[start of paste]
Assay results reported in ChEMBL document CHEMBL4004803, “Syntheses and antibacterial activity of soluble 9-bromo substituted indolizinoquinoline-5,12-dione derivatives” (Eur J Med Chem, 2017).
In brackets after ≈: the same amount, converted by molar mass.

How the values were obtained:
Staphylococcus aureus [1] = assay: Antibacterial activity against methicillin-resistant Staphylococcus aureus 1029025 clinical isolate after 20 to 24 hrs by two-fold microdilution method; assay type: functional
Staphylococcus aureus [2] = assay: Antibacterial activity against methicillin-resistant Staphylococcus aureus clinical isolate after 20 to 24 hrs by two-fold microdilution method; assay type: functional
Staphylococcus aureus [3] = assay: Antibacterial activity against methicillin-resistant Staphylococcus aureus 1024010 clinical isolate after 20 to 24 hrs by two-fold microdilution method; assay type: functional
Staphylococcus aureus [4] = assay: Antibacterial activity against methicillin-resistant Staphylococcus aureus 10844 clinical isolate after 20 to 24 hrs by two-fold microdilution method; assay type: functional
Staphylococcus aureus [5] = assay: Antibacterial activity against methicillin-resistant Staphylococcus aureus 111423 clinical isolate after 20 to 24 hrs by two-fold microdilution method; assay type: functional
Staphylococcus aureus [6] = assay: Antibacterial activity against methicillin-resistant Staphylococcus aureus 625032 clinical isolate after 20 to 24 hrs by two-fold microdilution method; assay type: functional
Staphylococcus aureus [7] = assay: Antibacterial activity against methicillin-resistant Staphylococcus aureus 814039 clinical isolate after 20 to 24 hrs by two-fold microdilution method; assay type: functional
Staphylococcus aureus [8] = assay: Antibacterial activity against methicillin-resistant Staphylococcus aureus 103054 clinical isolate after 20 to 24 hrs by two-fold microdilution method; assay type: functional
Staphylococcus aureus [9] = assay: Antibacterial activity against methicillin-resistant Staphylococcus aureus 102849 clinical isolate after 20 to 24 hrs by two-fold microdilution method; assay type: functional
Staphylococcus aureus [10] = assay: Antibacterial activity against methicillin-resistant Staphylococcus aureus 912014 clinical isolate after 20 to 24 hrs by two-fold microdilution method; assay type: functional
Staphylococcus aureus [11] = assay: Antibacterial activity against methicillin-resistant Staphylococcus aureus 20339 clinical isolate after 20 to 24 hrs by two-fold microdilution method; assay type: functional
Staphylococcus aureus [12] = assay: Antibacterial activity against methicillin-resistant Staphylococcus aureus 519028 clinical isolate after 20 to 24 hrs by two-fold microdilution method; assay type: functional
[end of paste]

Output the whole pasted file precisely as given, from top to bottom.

Assay results reported in ChEMBL document CHEMBL4004803, “Syntheses and antibacterial activity of soluble 9-bromo substituted indolizinoquinoline-5,12-dione derivatives” (Eur J Med Chem, 2017).
In brackets after ≈: the same amount, converted by molar mass.

How the values were obtained:
Staphylococcus aureus [1] = assay: Antibacterial activity against methicillin-resistant Staphylococcus aureus 1029025 clinical isolate after 20 to 24 hrs by two-fold microdilution method; assay type: functional
Staphylococcus aureus [2] = assay: Antibacterial activity against methicillin-resistant Staphylococcus aureus clinical isolate after 20 to 24 hrs by two-fold microdilution method; assay type: functional
Staphylococcus aureus [3] = assay: Antibacterial activity against methicillin-resistant Staphylococcus aureus 1024010 clinical isolate after 20 to 24 hrs by two-fold microdilution method; assay type: functional
Staphylococcus aureus [4] = assay: Antibacterial activity against methicillin-resistant Staphylococcus aureus 10844 clinical isolate after 20 to 24 hrs by two-fold microdilution method; assay type: functional
Staphylococcus aureus [5] = assay: Antibacterial activity against methicillin-resistant Staphylococcus aureus 111423 clinical isolate after 20 to 24 hrs by two-fold microdilution method; assay type: functional
Staphylococcus aureus [6] = assay: Antibacterial activity against methicillin-resistant Staphylococcus aureus 625032 clinical isolate after 20 to 24 hrs by two-fold microdilution method; assay type: functional
Staphylococcus aureus [7] = assay: Antibacterial activity against methicillin-resistant Staphylococcus aureus 814039 clinical isolate after 20 to 24 hrs by two-fold microdilution method; assay type: functional
Staphylococcus aureus [8] = assay: Antibacterial activity against methicillin-resistant Staphylococcus aureus 103054 clinical isolate after 20 to 24 hrs by two-fold microdilution method; assay type: functional
Staphylococcus aureus [9] = assay: Antibacterial activity against methicillin-resistant Staphylococcus aureus 102849 clinical isolate after 20 to 24 hrs by two-fold microdilution method; assay type: functional
Staphylococcus aureus [10] = assay: Antibacterial activity against methicillin-resistant Staphylococcus aureus 912014 clinical isolate after 20 to 24 hrs by two-fold microdilution method; assay type: functional
Staphylococcus aureus [11] = assay: Antibacterial activity against methicillin-resistant Staphylococcus aureus 20339 clinical isolate after 20 to 24 hrs by two-fold microdilution method; assay type: functional
Staphylococcus aureus [12] = assay: Antibacterial activity against methicillin-resistant Staphylococcus aureus 519028 clinical isolate after 20 to 24 hrs by two-fold microdilution method; assay type: functional